1893 Columbus Issue

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In 1893, Puerto Rico printed a stamp to commemorate the 4th Centenary of the Discovery of the island by Christopher Columbus. The stamp was known as the “Barquito”  and represents the admiral disembarking on the island.
Locals made arrangements with Spain to authorize the designing  and printing on the island as stamps were normally printed in Spain.
It is the only Puerto Rican stamp designed and printed on the island and without a royal image. Commemoratives were very rare at this time period and only a few existed.
The design is based on a watercolor by D. Rafael Monleón and there is some controversy that the Santa Maria was not depicted properly and it may not even have existed when Columbus visited Puerto Rico having sunk in 1492.
The stamp was used, only for local mail, on Sunday, November 19, 1893. 20,000 copies were printed on 1,000 sheets of 20 stamps (4 rows of 5).
Although the rules apparently stated that only 2 stamps would be available per person with any remainders to be destroyed and only to be used for local mail, this was probably not adhered to. Blocks probably have favor cancels such as this one.

The above is a very large file with positions 1, 2, 6 and 7 on the sheet of 20

Genuine stamp and details

Genuine Position 15
1. The top letters are 1.9mm X 19mm, forgeries are larger
2. The horizon lines become progressively closer together
3. The square frame of the ornament is very close to the main frame. In forgeries it is sometimes farther away and more distinct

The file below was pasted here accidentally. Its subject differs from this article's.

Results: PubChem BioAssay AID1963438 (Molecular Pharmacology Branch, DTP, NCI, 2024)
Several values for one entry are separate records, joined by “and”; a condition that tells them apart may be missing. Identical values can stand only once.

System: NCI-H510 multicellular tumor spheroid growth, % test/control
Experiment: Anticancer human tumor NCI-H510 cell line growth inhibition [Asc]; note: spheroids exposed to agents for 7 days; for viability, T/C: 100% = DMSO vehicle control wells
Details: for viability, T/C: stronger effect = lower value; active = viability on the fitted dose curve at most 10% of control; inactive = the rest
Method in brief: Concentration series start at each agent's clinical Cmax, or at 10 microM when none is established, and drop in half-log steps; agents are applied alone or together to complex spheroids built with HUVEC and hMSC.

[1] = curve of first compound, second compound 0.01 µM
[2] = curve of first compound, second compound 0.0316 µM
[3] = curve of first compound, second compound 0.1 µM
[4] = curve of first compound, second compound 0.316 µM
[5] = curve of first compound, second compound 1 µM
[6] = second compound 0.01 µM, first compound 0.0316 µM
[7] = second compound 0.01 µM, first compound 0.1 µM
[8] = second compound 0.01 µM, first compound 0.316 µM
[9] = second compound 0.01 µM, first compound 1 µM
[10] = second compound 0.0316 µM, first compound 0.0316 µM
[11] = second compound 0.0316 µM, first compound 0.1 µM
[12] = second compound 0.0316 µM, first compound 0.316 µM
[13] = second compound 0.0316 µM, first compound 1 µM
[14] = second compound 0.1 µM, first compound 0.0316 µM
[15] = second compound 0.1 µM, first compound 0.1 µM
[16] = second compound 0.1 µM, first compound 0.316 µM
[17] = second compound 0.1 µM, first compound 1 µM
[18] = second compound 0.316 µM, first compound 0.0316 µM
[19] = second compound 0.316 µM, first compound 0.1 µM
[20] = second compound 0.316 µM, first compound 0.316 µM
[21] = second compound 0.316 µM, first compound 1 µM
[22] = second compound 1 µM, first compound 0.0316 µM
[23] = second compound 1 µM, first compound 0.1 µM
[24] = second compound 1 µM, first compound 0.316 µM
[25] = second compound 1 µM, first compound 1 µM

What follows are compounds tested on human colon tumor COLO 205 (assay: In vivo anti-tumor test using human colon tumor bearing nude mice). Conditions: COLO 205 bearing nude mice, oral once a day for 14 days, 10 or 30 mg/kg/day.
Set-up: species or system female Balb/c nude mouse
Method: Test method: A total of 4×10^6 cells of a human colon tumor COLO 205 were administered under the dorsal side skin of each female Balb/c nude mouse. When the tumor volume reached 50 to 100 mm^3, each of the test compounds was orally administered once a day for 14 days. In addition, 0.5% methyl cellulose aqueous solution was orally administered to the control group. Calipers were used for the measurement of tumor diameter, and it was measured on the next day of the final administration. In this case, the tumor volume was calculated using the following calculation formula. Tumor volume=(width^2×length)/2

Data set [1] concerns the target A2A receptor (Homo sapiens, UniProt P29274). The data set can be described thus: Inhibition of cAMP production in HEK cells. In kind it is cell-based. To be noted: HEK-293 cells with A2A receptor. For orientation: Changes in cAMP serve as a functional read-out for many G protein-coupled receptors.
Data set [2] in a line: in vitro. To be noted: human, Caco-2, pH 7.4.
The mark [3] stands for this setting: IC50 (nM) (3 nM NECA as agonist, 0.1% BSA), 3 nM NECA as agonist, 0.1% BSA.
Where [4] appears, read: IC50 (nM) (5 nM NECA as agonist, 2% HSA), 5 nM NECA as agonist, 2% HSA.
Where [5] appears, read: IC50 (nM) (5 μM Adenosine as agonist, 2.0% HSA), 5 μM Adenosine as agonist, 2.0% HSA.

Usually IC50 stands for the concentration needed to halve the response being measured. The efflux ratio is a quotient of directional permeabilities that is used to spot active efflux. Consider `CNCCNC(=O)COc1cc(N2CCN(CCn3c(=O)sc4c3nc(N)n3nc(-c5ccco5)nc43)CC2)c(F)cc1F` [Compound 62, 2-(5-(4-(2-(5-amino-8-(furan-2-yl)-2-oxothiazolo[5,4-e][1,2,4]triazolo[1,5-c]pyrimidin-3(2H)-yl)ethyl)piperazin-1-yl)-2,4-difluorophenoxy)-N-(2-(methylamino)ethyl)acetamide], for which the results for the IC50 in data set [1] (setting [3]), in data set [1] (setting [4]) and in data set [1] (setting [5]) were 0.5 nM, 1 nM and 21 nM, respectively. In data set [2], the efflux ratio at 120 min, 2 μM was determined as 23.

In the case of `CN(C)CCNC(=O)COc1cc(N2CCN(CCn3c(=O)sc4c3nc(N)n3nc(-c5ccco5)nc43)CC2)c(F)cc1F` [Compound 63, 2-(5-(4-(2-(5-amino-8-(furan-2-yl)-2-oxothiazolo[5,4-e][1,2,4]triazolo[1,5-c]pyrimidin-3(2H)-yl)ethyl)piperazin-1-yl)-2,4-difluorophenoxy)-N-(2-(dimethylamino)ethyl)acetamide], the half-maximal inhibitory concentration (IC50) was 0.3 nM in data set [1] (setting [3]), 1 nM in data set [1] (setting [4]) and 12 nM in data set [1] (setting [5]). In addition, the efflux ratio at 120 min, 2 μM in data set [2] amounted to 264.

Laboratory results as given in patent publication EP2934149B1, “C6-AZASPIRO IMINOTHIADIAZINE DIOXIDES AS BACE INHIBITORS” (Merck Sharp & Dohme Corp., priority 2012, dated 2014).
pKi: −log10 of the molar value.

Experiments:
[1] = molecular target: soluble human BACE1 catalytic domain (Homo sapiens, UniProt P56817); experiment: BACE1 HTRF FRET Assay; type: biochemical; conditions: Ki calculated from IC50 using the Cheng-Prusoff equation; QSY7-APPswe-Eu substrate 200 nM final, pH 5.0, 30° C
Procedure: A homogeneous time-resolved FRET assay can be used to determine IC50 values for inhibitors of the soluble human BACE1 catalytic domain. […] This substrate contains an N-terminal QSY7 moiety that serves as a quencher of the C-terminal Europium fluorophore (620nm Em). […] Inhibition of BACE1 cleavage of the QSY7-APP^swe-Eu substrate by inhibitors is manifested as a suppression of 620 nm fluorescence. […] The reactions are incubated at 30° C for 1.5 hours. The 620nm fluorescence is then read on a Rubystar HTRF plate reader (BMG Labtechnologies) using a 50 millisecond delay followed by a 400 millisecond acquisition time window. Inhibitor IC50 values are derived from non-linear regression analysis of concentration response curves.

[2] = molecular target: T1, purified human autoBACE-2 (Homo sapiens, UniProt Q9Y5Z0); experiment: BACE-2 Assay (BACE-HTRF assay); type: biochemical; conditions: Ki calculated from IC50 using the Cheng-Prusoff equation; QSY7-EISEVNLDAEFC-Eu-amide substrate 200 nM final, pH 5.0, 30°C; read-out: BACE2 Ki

4. 8 lines to the top of the galleon
5. This figure has a medallion on his forehead
6. This figure has a buttoned shirt
7. The head of this figure is bounded by 3 lines
8. The hand touches the railing. In some forgeries it does not or is broken
9. The opening of the 3 is very narrow but much larger with most forgeries. Note the thickness of the 3 and the left 3 is slightly taller than the right one.
10. The perfs are 12, forgeries are 11.5
11. The mast is generally weak and very faint on some. The forgeries generally have a thick mast and one with none.
12. The corner is typically broken.
13. Note the shape of the rear windows, 2 half circles together.
14. The rudder is straight.
15. This figure appears to be looking down.
16. NOTE the shape and wing angle of the bird, it is generally wrong in the forgeries.

Genuine Position 6

Genuine Used

A color trial
These are not common and are found in Pink, Rose Carmine, Bright Red, Brown, Yellow, Orange, Deep Violet, Violet, Purple, Indigo, Pale Blue and Dark Slate.

It would appear that we can describe 5 forgeries although most articles note only 3.
Four of them are fairly obvious and one I would consider as dangerous.
The “Types” are my designation and do not correspond to any other catalogs.

NOTE – If you do come across a forgery, don’t consider it as of no value. The forgeries list for about 25% of the genuine and used ones with genuine cancels sell for the same as used originals.

Type I Forgery

This is a very common forgery
1. Dot is larger than in the genuine.